REAL LIFE: Beating the stigma of hepatitis C

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IT’S an illness with a negative stigma attached to it. Many choose to distance themselves from those diagnosed with hepatitis C.

But Brian Stuebs, 47, who was diagnosed with the virus 11 years ago, wants to change those perceptions.

Hepatitis C sufferer Brian Stuebs who is using his experience to help others.                           Picture: Malcolm Wells

Hepatitis C sufferer Brian Stuebs who is using his experience to help others. Picture: Malcolm Wells

Brian, from Clanfield, has turned his life around and now volunteers to help others diagnosed with the virus.

He hopes not only to raise awareness about hep C and the treatment available, but also how to avoid getting it.

But how did Brian contract the illness? It started when he was younger and a heroin user.

‘If you’re sharing drugs with somebody, it’s very contagious and easy to pass on,’ he says. ‘When I was using heroin I always used clean needles. I had grown up with lots of messages about HIV. I made sure I never shared needles, but no one said anything about sharing spoons or other equipment.

A lot of my friends shunned me

Brian Stuebs

‘My GP tested me in 2000 but no one told me until 2006 when I was in hospital with pneumonia. The doctor said “did you know you’ve got hepatitis C?”. I said no and that was it, he walked off. I was shocked. I thought I had been careful.

‘If I’d known someone had an old needle I wouldn’t have used the same water as them. But when you use these drugs you don’t notice these things and people tend to lie.

‘I was scared. I knew it was a liver disease but I didn’t know if there was any treatment for it.

‘Being stuck in hospital and not being able to find out left me scared. When I came out I looked it up and found out there was treatment. When I talked to people who had been through it, it was like what they give you for chemotherapy.’ Brian didn’t want to go through those side effects.

In 2012 he was offered the chance to take part in a clinical trial at Queen Alexandra Hospital, Cosham.

It was a 16-week cycle and he took a pill each day. It had a 99 per cent success rate.

He was tested three months after the end of the treatment, again at six months and then a year later – and he was clear of the disease.

‘That was brilliant,’ he adds.

‘Luckily because I hadn’t been drinking it hadn’t affected my liver that much.

‘I will have Hepatitis C antibodies for the rest of my life but I no longer have the live virus. It’s not destroying my liver any more.

‘There are side effects for some people but the medication is very targeted,’ he adds.

‘My mental health improved. I was eating a lot more. It meant I didn’t want to go back to taking drugs.

‘I moved from Hayling Island to get away from the people I mixed with. If I’d stayed I would have ended up killing myself. It’s too easy there and it’s too hard to get on and off the island.’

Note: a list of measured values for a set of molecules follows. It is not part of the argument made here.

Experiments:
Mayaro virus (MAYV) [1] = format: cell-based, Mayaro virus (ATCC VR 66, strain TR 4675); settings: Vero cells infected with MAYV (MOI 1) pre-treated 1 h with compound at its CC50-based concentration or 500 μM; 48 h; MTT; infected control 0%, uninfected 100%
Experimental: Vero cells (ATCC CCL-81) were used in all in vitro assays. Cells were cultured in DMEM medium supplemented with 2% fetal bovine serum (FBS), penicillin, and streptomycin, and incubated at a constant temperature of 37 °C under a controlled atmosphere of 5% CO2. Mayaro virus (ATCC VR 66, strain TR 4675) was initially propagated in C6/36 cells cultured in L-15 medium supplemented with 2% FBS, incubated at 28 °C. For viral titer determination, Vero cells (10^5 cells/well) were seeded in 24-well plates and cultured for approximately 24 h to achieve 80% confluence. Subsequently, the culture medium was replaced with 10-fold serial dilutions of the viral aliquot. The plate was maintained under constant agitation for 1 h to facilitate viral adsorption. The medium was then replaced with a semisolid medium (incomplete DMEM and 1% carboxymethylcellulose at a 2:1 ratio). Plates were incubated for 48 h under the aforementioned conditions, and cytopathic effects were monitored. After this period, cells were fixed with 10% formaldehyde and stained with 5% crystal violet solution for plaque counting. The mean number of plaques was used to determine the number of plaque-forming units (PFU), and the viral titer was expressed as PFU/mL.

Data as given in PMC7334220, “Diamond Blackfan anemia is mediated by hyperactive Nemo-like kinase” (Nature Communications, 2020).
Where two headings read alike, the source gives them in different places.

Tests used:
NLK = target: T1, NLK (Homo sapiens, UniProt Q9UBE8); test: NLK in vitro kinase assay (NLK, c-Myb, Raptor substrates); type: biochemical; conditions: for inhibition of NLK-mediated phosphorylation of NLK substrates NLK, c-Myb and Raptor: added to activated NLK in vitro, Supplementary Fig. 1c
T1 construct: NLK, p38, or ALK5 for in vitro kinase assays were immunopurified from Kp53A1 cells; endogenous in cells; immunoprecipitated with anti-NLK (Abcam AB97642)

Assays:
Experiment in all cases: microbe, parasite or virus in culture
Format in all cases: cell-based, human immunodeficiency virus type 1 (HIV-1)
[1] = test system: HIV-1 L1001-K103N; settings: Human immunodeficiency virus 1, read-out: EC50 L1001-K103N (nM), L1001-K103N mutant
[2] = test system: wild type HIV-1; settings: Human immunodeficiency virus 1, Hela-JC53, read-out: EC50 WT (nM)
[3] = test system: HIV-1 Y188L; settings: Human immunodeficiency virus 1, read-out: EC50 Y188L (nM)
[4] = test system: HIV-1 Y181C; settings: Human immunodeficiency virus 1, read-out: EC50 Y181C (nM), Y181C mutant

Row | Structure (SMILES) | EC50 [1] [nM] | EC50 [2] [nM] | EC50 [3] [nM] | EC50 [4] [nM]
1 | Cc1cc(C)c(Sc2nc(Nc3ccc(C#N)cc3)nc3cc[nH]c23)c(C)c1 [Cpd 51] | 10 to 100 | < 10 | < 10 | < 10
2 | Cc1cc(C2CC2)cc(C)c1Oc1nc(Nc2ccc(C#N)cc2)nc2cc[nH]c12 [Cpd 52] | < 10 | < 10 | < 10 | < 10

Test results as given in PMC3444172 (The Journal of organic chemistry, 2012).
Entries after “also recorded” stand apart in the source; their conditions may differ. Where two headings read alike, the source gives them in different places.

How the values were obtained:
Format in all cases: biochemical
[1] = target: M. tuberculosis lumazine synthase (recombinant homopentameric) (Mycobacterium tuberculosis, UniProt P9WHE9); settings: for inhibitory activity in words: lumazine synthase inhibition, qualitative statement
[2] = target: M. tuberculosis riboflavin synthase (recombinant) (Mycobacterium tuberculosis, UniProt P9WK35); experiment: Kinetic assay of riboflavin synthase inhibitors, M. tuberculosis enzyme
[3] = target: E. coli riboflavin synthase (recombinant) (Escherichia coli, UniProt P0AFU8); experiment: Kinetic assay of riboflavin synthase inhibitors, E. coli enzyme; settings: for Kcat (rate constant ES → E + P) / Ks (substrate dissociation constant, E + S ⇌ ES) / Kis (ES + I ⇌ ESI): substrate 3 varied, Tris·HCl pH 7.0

Brian is now working to help change perceptions about the disease and making people aware of how it is contracted.

He volunteers for the charity Inclusion as a mentor who supports patients and staff.

‘Education is key. Knowing what something is and getting the message out there to people makes a massive difference.

‘Even now professionals still have no idea about it. We are trying to do talks to let people know about it. It’s always been a niche disease.

‘It wasn’t something most doctors came across but it’s something that if the government put the money in, they could eradicate.

‘I want to support other people going through the treatment. There is a testing event and there are clinics where people can go to get treatment.

‘Trying to get people to travel to hospital isn’t something people want to do. If we can take the help to them we will.’

There are clinics across the area including in Portsmouth, Fareham, Gosport and Havant.

‘I’m helping others so they don’t have the same lack of knowledge as me.

‘Even with the new treatments, people still need support. People think they are going to die. They don’t know there’s treatment out there.

‘Most people get into drugs because they think it’s fun but then finding out you have a virus that could kill you changes your mind about it all. It did for me.

‘The treatments are amazing now. People shouldn’t just ignore it.

‘A lot of people bury their heads in the sand or use it as an exercise to take more drugs.

‘I was lucky with my family because my mum is a nurse so she understood.

‘A lot of my friends shunned me because the only blood virus people know about is Aids. There is a real stigma about it.

‘To most people, it’s a dirty secret. Trying to get people to talk about it and understand how to help themselves is a massive thing.

‘I wouldn’t go back to how it was. It’s nice to now have parents who are proud of me.’


The charity Inclusion aims to increase awareness, testing and treatment, with patients being offered ongoing support.

It also works to try to reduce the stigma and myths that surround Hepatitis C and blood-borne viruses in general.

Anyone who has a positive result will be offered ongoing support and a referral to their local hepatology (liver specialist) clinics.

At several hubs they have support groups running alongside hepatology outreach clinics.

They offer patients hepatitis C treatment, mainly from their local hubs.

Here is a list of the Drop-In Clinics run by the hepatology team at Queen Alexandra Hospital, Cosham.

•Campion House Recovery Hub, Southsea, Tuesday 9.30am-12.30pm.

•Orion Centre, Leigh Park, Havant, first Wednesday of every month.

•Gosport War Memorial Hospital, Avalon Centre, Gosport, first Friday of every month.

•Fareham Avalon Centre, third Friday of every month.

To find out more about the charity, please visit